[6] 330 U.S. at 504.
[7] 510 U.S. 443, 453 (1994).
[8] Ruhrgas AG v. Marathon Oil Co., 526 U.S. 574, 585 (1999) (holding that "while . . . subject-matter jurisdiction necessarily precedes a ruling on the merits, the same principle does not dictate a sequencing of jurisdictional issues," and noting that "[i]t is hardly novel for a federal court to choose among threshold grounds for denying audience to a case on the merits").
[9] Prior to the announcement of the Supreme Court's decision in Sinochem, the Seventh Circuit switched positions. Intec USA, LLC, v. Engle, 467 F.3d 1038 (7th Cir. 2006).
[10] Malaysia International Shipping Corporation v. Sinochem International Co. Ltd., 436 F.3d 349, 363 (3d Cir. 2006).
[11] Id. at 361.
[12] 549 U.S. _, slip op. at 7-8.
[13] Id. at 8-9.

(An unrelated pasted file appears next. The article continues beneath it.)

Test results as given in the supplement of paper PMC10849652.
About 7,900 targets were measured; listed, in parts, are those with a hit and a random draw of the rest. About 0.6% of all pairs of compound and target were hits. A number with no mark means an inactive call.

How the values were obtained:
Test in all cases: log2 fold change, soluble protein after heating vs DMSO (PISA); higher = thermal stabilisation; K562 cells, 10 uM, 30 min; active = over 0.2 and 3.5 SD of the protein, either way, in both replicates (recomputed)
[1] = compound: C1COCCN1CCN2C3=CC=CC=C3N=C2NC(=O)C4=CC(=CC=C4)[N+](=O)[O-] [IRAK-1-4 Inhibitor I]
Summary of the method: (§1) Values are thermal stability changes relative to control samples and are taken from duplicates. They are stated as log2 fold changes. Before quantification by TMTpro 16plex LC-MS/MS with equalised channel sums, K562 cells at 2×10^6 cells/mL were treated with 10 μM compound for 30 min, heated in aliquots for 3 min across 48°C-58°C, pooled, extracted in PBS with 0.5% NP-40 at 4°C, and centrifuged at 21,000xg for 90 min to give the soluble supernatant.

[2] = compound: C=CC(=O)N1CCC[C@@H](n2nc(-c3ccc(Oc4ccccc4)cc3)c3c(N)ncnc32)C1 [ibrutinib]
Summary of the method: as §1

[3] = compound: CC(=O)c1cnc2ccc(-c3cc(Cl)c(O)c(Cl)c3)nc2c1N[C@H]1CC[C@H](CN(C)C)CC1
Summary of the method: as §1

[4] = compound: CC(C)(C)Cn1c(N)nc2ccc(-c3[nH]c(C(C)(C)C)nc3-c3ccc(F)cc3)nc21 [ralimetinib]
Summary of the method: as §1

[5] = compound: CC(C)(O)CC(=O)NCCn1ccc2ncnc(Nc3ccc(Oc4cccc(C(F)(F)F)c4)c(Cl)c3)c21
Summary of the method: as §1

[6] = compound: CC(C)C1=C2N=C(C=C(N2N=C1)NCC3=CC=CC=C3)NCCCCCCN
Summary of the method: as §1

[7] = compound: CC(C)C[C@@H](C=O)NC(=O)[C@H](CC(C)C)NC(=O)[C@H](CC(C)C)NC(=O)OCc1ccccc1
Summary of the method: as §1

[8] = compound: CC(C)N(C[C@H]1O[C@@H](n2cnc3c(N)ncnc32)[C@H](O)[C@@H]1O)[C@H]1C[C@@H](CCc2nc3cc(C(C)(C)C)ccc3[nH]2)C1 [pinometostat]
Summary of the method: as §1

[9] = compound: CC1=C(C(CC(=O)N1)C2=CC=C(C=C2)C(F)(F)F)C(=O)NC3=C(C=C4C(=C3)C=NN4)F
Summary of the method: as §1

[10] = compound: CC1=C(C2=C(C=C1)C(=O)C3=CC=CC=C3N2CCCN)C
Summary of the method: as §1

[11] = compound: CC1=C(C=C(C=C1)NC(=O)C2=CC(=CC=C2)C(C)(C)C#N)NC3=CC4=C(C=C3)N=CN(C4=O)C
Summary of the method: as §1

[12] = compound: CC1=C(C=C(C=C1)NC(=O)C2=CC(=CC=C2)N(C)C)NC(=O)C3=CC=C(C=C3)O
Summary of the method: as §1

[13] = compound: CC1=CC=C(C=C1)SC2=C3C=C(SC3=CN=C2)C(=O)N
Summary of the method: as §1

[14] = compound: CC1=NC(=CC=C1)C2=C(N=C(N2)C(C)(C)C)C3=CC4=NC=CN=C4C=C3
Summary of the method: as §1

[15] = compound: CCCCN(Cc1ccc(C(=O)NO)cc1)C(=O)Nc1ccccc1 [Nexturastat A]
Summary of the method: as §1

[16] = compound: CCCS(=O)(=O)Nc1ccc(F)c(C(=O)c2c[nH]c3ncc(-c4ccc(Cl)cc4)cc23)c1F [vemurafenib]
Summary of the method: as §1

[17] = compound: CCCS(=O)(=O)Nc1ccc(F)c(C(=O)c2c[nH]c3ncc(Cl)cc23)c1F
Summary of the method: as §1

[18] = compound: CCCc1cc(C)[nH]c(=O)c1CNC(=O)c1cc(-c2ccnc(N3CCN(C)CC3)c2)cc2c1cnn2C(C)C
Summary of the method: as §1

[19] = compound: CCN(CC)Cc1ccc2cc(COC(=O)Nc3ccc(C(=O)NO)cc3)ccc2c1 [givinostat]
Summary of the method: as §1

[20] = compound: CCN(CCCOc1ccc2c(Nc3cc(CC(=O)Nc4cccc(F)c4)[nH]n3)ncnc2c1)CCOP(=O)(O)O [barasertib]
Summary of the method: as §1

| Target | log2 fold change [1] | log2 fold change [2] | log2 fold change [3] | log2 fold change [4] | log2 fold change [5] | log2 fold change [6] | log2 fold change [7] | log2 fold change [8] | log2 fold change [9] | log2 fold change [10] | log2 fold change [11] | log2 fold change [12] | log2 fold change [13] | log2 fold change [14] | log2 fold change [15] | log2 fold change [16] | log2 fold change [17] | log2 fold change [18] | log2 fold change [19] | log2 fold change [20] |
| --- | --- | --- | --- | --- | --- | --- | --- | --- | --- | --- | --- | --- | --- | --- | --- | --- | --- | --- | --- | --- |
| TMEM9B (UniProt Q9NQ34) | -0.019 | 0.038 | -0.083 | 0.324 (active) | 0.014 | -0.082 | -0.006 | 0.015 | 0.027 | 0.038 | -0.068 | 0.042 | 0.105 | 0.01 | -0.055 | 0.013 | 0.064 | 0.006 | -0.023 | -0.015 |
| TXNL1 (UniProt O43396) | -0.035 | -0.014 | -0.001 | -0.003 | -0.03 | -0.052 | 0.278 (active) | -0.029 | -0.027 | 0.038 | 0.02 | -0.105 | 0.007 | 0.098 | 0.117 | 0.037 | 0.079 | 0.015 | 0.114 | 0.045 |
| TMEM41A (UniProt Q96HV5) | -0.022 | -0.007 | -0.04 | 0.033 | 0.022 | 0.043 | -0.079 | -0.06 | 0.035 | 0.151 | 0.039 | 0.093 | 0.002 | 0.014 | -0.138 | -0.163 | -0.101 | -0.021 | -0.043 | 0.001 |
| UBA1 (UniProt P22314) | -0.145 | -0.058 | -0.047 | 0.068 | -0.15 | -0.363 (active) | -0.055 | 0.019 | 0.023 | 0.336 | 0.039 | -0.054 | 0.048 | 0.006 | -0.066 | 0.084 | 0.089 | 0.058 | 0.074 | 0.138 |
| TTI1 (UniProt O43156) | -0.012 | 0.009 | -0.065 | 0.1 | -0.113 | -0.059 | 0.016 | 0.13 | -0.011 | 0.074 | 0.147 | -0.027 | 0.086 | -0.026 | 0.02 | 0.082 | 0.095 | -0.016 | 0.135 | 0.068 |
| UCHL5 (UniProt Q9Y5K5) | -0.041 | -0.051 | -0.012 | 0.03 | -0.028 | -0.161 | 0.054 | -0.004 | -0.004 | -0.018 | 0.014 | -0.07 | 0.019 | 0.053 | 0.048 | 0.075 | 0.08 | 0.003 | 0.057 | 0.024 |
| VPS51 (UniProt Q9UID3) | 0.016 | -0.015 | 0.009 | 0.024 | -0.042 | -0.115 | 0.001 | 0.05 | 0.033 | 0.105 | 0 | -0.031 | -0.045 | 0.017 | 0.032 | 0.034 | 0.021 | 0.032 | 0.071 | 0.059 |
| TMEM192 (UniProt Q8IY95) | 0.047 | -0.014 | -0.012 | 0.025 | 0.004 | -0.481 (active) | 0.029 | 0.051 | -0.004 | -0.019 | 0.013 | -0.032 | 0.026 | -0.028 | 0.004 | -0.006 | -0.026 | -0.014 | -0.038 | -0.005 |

[14] Id. at 8.
[15] Id. at 11.
[16] Id. at 10-11.
[17] Id. at 12 ("[i]n the mine run of cases, jurisdiction will involve no arduous inquiry and both judicial economy and the consideration ordinarily accorded to the plaintiff's choice of forum should impel the federal court to dispose of [those] issue[s] first") (internal citations omitted).
[18] Id. at 11-12.
[19] 436 F.3d 349, at 364.
[20] An empirical study on forum non conveniens decisions has estimated that U.S. district courts impose such conditions in 42 percent of forum non conveniens dismissals. Christopher A. Whytock, Transnational Law, Domestic Courts, and Global Governance (Mar. 2007) (paper to be presented at the 2007 annual meeting of the American Society of International Law, draft available at http://ssrn.com/abstract=976274).

[21] See id. at 27-30 (finding that in practice, district courts usually do not engage in a complete alternative forum analysis before dismissing on forum non conveniens grounds); and Wright, Miller & Cooper, Federal Practice and Procedure: Jurisdiction 3d §3828.3 (2007) (noting that "the failure of federal courts to inquire more searchingly into the adequacy of an alternative forum before granting a dismissal on forum non conveniens grounds" is disturbing).